As a client, you care about your Ghost updates. This is the place to see how we manage updates. Under the hood, many updates are happening all the time. Here are some of them:

  • See the latest Ghost version on our GitHub release page
  • Caddy | 0.11.4 | 2019-02-26
  • Docker engine | 18.09.1 | 2019-02-02
  • OS | Ubuntu 16.04.5 LTS Xenial | 2019-02-02

Manually triggered

Here is an example showing why we don't automatically update Ghost when it's released. We usually wait 2-3 days before applying updates to Ghost (and all our software packages really). This way, as a community we can catch emergency bugs that could emerge.

Best practices

DevOps best practices are essential to us. Many checkpoints ensure your Ghost software runs smoothly. This is how we carefully push every Ghost updates to you.

There are three main checkpoints:

  1. site alpha
  2. site bravo
  3. site zebra (all sites we manage)

Let's start:

  1. We use a repeatable Dockerfile declaration that executes everything that needs to happen in order to have a perfect install of the software (Ghost in this instance).
  2. We build (from scratch) our Docker image in a CI (continuous integration) system (Travis).
  3. Within the CI, we do many tests. You can see one of them here. The CI confirm that the Docker container runs normally. If something is failing, everything stops at this point, and we receive an email saying something as failed.
  4. On our cluster (all our sites run on it), we have a unique Ghost (alpha) site which is automatically updated using our latest build (edge). This happens every 24 hours.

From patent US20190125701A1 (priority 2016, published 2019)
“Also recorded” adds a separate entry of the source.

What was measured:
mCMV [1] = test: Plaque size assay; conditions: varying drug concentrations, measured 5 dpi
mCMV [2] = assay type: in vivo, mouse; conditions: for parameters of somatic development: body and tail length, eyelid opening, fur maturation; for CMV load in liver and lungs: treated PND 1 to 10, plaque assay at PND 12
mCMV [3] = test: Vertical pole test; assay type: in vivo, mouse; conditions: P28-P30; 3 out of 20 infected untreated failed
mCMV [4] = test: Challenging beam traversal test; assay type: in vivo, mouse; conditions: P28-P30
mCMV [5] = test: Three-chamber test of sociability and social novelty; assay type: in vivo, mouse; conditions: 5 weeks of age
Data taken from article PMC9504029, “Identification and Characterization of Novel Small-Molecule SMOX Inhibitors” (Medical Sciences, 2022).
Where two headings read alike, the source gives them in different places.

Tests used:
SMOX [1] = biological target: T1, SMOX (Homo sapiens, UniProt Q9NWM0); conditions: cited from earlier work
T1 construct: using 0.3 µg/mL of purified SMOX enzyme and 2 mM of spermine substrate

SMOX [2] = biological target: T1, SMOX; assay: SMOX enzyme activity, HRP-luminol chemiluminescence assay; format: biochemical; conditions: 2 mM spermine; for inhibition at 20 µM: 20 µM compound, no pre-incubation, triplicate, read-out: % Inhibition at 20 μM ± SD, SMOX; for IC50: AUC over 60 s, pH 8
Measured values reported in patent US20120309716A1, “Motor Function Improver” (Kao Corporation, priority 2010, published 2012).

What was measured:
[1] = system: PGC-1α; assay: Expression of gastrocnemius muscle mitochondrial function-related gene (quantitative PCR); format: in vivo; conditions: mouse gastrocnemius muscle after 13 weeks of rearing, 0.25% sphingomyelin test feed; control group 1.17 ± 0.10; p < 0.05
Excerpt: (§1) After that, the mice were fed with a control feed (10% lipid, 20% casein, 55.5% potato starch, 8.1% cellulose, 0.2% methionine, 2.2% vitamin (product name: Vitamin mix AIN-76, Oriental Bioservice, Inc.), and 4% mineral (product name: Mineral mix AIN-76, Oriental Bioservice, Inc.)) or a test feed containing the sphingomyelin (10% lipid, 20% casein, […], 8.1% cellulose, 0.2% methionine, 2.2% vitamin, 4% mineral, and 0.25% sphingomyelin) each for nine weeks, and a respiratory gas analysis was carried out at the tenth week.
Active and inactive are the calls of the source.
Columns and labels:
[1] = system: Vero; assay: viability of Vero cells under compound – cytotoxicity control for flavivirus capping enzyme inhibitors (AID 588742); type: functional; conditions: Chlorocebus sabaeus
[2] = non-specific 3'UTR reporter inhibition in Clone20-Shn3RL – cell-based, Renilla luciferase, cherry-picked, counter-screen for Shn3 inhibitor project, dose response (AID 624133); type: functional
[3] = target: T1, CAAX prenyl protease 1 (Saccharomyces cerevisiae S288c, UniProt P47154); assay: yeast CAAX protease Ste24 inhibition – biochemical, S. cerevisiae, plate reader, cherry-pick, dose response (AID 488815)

5. We manually surf on few pages of the edge site (alpha). When edge is considered as "passed", we push another docker image with a specific tag. i.e. 2.13.2-cf33b4d. Find them all here. If something is failing, we can see it visually.
  6. On our cluster, we have second unique Ghost site (bravo) which is automatically updated using our latest build (i.e. 2.13.2-cf33b4d).
  7. We manually surf on few pages of the 2.13.2-cf33b4d site ( bravo). When 2.13.2-cf33b4d is considered as "passed", we are ready to update your Ghost site using the Docker image 2.13.2-cf33b4d. If something is failing, we can see it visually.
  8. Finally, we update your site and everyone's site (zebra). The best thing for you it's that there is zero downtime when we do this. Not even one second down!
  9. If something is failing it's probably not related to the docker container. It might be a network issue, a proxy issue, a load balancer issue, or something else. Keep in mind that we test all that on steps 4 and 6 because it all happens on the same cluster which serves your site.


  • There is no staging cluster. The staging is done in the CI (step #2). We only have staging sites (alpha, bravo) along with all other sites we manage in the cluster.
  • Our main cluster lives in New-York on top of one of the big cloud providers.
  • In the future, we might run two clusters in two regions. Per example, one in New-York and the other in Amsterdam. This will depend on our client's location. Fortunately, this is not a challenge as your site run behind a powerful CDN powered by CloudFlare.


You can see how we do everything we can to avoid human errors and ensure that you are always running a fresh build.

It's good to understand that we never update the existing docker image (there is no such thing actually). We always build a new one from scratch. This way, all patches and security fixes are applied up to your Ghost site on every update.

Pascal — FirePress Team 🔥📰